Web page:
Wright brothers

From Uncyclopedia, the content-free encyclopedia
(Redirected from Wright Brothers)
Jump to navigation Jump to search
An early Wright Brothers Plane. Note the way in which it has been designed to be in harmony with its surrounding, and yet provide a practical and livable space for its inhabitants.

The Wright brothers, Orville (August 19, 1871 – January 30, 1948) and Wilbur (April 16, 1867 – May 30, 1912), were two American brothers, inventors, and aviation pioneers who are credited with inventing and building the world's first successful airplane and making the first controlled, powered and sustained heavier-than-air human flight, on December 17, 1903. The brothers made a revolutionary invention that forever changed the face of transportation. However, many people are unaware of the role of the little-known 'third Wright Brother', Frank Lloyd Wright, who was dropped from the group in 1900.

Early Years[edit | edit source]

The Wright Brothers got their start in some crappy little town in the middle of nowhere. You know the sort of place - where the little plaque that reads 'Home of the Wright Brothers' is the only sign that anything ever happened there, ever. A place like that. One ass scratch of town yessir. Locals called it Dayton, Ohio, built on the ruins of that ancient great and legendary city of the ages, Dayton, Ohio.

Basically, they couldn't get out quick enough, and moved to the Big City - Kitty Hawk, West Carolina.

Experiments in Flight[edit | edit source]

Now that just ain't Wright.

The Wrights began experimenting on planes in the late 1890s. Orville did careful experiments with different shaped wings in wind tunnels. Wilbur tinkered with engines and control lines. And Frank Lloyd, who saw how important it was that the plane should be built on an open plan and have a central living area, complete with hearth, contributed designs for the main cabin.

Gliders[edit | edit source]

The first Wright aircraft were gliders, built largely from concrete and steel, with intricate glass skylights. The first of these was launched from Certain Death Hill, and crashed within 0.000000000000000000000001 of a second of being launched. This sent the pilot - the youngest Wright Brother, Steven Wright - into a deep depression, from which he has yet to recover. He now lives in a small home in northern Virginia.

Internal Bickering[edit | edit source]

Following the failure of this glider (known as Fallingmasonry), the Wrights fell out, with Orville and Wilbur taking sides against Frank Lloyd. Frank Lloyd felt that the failure of the glider was due to the others' insistence upon using building materials inappropriate to the environment of Kitty Hawk. Orville and Wilbur felt that the problem was Frank Lloyd's insistence on using his theories of 'organic architecture' instead of just building a fucking fuselage like he was asked.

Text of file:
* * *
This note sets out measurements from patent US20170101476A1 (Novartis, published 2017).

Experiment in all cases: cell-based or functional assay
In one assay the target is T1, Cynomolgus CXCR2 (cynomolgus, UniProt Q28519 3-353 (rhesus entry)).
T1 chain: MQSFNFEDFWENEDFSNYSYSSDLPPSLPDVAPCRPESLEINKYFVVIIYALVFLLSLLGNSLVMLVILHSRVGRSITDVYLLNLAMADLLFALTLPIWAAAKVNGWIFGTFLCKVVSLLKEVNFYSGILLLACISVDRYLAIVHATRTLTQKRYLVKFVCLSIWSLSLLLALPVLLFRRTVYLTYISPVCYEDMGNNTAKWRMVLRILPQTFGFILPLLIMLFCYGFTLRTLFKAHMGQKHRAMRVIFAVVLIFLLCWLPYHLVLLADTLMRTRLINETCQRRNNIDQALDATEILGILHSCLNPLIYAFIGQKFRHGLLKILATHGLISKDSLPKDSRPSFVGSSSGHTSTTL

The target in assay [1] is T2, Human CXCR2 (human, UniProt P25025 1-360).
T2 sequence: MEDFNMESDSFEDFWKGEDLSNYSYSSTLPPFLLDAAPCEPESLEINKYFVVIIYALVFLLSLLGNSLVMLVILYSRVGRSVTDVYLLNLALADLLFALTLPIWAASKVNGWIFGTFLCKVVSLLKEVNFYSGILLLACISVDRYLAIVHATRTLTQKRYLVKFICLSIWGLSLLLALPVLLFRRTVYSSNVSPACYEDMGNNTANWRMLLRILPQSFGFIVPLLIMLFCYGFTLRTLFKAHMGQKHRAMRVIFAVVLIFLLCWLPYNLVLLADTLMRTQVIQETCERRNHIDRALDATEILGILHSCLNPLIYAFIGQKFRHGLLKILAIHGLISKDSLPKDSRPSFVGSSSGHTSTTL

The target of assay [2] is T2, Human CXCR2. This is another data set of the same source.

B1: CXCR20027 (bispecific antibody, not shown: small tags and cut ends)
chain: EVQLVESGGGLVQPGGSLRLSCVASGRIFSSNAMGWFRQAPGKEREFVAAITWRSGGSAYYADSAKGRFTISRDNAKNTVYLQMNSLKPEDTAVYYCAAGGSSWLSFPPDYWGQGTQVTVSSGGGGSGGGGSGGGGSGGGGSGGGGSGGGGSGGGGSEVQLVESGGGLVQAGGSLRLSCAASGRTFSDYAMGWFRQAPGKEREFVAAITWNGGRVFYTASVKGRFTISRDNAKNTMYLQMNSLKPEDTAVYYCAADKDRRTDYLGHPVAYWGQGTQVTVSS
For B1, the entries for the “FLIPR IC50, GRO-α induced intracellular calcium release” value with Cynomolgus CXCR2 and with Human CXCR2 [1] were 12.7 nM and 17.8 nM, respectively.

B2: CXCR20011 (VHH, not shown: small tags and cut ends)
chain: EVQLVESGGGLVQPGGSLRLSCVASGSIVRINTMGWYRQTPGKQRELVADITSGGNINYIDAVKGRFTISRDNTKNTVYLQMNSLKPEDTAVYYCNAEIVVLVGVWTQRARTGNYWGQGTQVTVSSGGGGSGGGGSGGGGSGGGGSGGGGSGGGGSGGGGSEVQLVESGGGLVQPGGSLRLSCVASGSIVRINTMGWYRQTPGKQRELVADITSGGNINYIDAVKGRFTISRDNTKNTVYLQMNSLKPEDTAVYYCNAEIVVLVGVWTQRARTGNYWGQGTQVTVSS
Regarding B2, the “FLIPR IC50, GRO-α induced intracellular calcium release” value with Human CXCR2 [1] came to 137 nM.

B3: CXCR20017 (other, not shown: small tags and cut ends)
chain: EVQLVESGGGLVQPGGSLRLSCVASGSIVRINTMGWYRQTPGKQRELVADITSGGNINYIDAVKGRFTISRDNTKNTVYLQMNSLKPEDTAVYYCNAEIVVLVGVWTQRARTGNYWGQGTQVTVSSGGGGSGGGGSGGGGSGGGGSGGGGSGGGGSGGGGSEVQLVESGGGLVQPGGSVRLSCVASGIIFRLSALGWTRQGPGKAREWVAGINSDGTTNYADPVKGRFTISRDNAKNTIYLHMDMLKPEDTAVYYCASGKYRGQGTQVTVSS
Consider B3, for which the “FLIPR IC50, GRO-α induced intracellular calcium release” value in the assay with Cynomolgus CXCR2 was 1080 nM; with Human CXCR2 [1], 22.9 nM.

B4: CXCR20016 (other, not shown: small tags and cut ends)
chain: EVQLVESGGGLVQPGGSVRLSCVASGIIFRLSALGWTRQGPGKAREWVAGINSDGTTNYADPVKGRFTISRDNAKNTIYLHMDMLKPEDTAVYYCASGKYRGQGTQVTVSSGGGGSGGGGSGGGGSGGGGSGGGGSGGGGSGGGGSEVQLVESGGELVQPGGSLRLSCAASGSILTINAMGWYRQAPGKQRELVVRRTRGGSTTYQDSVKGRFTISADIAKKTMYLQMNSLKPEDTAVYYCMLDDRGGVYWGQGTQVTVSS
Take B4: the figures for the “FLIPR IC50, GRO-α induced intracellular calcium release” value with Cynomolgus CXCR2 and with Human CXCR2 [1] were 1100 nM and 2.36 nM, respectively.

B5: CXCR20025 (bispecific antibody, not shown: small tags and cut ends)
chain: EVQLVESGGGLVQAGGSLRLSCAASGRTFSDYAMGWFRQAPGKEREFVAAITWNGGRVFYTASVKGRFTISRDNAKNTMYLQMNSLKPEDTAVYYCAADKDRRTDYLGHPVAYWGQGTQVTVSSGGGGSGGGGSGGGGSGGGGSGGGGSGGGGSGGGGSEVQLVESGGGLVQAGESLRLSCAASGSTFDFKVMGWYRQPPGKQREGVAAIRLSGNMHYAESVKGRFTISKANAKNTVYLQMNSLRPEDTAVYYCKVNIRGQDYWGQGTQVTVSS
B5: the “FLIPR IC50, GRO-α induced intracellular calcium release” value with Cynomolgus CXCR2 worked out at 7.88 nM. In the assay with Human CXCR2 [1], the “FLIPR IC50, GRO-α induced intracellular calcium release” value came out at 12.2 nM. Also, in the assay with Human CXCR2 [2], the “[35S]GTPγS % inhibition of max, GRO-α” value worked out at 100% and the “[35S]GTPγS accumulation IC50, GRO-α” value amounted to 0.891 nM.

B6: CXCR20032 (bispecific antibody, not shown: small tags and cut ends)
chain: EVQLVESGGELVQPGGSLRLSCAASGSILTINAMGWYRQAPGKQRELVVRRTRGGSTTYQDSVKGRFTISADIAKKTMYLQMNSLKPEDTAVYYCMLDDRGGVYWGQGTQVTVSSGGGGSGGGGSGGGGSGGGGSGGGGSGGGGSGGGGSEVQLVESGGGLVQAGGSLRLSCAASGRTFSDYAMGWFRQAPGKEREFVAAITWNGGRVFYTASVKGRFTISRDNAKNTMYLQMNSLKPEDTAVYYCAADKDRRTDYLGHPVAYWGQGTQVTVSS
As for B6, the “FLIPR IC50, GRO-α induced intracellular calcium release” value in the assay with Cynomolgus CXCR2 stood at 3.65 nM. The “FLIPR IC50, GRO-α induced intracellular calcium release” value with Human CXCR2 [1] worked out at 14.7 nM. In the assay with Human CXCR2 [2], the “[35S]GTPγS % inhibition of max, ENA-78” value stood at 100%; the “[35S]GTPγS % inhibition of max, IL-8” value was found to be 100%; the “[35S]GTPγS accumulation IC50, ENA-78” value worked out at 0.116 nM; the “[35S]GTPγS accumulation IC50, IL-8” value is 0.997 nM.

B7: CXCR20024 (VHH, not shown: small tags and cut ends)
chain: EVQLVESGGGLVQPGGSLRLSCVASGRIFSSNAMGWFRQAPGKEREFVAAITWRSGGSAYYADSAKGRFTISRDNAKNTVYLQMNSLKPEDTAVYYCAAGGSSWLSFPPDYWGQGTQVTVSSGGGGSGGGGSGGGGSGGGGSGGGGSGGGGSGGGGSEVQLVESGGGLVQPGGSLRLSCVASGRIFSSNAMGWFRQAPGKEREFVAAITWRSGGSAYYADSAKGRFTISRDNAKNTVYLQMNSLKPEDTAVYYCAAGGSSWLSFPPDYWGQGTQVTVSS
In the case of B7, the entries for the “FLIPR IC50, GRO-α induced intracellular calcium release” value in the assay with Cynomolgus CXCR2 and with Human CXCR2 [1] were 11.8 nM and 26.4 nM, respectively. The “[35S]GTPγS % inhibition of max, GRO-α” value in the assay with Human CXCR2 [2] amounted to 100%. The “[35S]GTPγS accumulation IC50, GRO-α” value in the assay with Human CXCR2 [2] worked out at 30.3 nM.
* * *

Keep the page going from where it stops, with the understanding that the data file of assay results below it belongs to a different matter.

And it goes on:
Orville angrily reminded Frank Lloyd of the unfortunate death of German aviation engineer Otto Lilienthal, who had been crushed to death by the steel frame of the glider that Louis Sullivan had built for him. Frank Lloyd countered by reminding Orville that Otto was a doofus.

Powered Flight[edit | edit source]

The final split between the Wrights occurred in 1900, when they were assembling the airplane they called Taliesin I - a low, flat-roofed, one-storied plane based on simple geometry with an open design and an interesting water feature. Though it flew well, its extreme weight led to poor fuel efficiency, consuming over 5000 litres of kerosene on its fifteen-second maiden flight.

Orville and Wilbur finally decided to kick Frank Lloyd out of the Wright Brothers, replacing him with well-known Liverpool drummer Ringo Starr.

Success - But at What Cost?[edit | edit source]

Finally, in 1903, the Wrights successfully flew Flyer 1 all the way to the corner shop, and heavier-than-air flight was proven a practical reality. It is said that when news of the flight reached Paris, an unimpressed local sniffed 'What use is such a thing?' to which Benjamin Franklin sagaciously replied 'Stitch this, you cunt!' and skanked him with an absinthe bottle .

However, without Frank Lloyd's visionary genius to guide them, the Wright's plane was a rather ugly, utilitarian affair, with little of aesthetic value to it other than the huge drum kit located aft of the pilot's seat.

Legacy of Frank Lloyd Wright[edit | edit source]

Time, however, proved that Frank Lloyd Wright was, um, quite correct. Though for many years his ideas remained unused, in 1940 they returned in a big way when Willy Messerschmidt teamed up with Albert Speer to create the Monument Class Bombers that decimated London in the blitz.

Legacy of Orville and Wilber[edit | edit source]

With the invention of the airplane, the problem of aeronautical snake infestation became apparent. Orville and Wilbur were the first to ever successfully de-snake a plane.

See also[edit | edit source]

External links[edit | edit source]